Beeple “Everyday” NFT brings 69m




A startup creator has spent $69 million on a digital asset tied to a piece of digital artwork by the artist known as “Beeple,” sparking new discussions of what it means to purchase a non-fungible token as this sort of decentralized finance becomes more familiar to investors.


At Coindesk, Jamie Crawley reports that Bitaccess leader Vignesh Sundaresan made the purchase of Beeple’s “Everyday” art piece NFT in order to show that “the global South (is) rising.”


Letting alone what to make of a headline like “Pseudonymous $69M Beeple NFT Buyer MetaKovan Reveals True Identity,” Crawley reports that Sundaresan revealed himself as the user MetaKovan, confirming some earlier conjectures by outside observers that he might be the person in question.

Vignesh Sundaresan’s LinkedIn shows he has an undergraduate’s degree in mechanical engineering, and is has a Masters in Technology innovation management from Carleton University, Ottawa.

With over 5 years of experience working with open technologies, Sundaresan co-founded Bitaccess in 2013.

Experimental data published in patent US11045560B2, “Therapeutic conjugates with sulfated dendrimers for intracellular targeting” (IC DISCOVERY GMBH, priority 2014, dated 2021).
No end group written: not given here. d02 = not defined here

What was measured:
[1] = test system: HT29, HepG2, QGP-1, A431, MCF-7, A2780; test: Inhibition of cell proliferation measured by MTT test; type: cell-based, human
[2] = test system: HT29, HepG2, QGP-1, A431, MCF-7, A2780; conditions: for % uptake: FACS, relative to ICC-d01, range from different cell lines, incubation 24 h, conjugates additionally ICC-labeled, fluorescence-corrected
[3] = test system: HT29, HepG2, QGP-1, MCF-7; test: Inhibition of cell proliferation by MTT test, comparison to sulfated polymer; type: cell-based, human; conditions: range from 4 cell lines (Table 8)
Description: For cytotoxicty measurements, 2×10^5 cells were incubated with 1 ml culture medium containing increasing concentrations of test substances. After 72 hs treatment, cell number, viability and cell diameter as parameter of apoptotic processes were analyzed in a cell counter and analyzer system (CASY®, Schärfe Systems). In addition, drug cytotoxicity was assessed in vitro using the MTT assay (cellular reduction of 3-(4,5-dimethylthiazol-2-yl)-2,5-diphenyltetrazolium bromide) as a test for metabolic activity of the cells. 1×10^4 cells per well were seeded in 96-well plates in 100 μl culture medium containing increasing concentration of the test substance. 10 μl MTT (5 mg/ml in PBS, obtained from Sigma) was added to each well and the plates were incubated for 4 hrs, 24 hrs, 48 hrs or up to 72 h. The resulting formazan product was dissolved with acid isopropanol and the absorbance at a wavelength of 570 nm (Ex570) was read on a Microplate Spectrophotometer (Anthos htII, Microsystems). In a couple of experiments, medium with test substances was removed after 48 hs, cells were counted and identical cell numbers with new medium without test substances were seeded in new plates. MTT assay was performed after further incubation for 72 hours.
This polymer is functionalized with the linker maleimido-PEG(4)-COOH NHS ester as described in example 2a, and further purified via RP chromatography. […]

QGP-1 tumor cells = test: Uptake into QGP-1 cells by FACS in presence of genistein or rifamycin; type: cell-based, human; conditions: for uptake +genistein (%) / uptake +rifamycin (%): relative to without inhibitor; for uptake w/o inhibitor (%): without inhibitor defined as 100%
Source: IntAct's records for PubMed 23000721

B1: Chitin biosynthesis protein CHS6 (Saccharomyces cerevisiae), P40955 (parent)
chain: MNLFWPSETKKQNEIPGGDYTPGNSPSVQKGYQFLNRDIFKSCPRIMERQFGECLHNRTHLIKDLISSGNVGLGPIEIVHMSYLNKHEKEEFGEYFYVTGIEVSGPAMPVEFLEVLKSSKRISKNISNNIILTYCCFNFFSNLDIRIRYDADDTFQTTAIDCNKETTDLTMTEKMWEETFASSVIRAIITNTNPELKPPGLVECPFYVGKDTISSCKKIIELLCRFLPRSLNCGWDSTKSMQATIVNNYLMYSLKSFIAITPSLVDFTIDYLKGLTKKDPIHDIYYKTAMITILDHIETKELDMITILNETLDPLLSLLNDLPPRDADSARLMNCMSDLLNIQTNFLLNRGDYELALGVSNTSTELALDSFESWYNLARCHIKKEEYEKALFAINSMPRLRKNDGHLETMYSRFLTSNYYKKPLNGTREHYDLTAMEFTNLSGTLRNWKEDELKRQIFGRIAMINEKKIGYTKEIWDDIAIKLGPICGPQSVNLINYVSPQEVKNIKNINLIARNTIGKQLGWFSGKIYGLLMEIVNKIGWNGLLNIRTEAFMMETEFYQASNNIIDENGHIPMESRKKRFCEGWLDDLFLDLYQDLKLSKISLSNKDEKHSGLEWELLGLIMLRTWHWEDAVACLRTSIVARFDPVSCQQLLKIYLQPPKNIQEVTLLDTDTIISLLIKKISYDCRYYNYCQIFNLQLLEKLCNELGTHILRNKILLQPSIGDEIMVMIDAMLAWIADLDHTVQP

So what about the “Everyday” NFT? An article at Artnet exemplifies the firestorm that this purchase has created in digital art and decentralized finance circles.


Highlighting the cases for whether this was actually in NFT or not, writer Tim Schneider also seizes on the role of Christie’s auction in helping to facilitate the deal. In a nutshell, some people feel that Christie’s needed to be involved as an authenticator and verifier of the deal, while others felt this violated decentralized finance principles.


“At stake in this ideological clash are the answers to a set of questions equally relevant to the artistic avant-garde and techno-utopianists, particularly as demand for NFTs intensifies to nuclear levels,” Schneider writes. “How many compromises can be made on an ideal before it implodes? Which dilutions (if any) are tolerable for the sake of attracting a larger audience to a potentially transformative cause? And will the answers be decided by any criteria other than who stands to make the most money from wide adoption?”


Thorny questions, to be sure. These and other issues are likely to continue to arise as people put large price tags on NFTs, a highly subjective value proposal.